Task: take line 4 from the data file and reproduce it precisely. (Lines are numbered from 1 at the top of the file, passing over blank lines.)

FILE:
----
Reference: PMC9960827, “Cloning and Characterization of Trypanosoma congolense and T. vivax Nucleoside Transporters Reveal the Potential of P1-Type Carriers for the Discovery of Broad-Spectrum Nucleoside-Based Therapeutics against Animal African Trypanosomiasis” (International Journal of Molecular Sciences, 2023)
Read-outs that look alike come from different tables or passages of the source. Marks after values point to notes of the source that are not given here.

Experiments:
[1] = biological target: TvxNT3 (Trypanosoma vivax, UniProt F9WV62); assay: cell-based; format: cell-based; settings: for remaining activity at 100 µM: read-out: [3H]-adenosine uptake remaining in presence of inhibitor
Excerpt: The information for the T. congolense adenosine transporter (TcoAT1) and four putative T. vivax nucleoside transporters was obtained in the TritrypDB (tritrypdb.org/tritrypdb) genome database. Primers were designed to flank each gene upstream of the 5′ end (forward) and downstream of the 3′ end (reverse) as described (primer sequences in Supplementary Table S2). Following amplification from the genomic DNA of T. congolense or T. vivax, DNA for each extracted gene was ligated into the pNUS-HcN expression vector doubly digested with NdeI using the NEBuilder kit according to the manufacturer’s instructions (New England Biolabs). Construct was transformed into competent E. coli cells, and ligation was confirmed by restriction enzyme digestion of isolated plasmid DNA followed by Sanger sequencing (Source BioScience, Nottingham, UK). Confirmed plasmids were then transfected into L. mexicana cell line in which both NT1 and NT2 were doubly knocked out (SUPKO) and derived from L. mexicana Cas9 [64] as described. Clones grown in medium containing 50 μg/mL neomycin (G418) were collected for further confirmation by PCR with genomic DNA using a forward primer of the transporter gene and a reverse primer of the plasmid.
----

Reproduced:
[1] = biological target: TvxNT3 (Trypanosoma vivax, UniProt F9WV62); assay: cell-based; format: cell-based; settings: for remaining activity at 100 µM: read-out: [3H]-adenosine uptake remaining in presence of inhibitor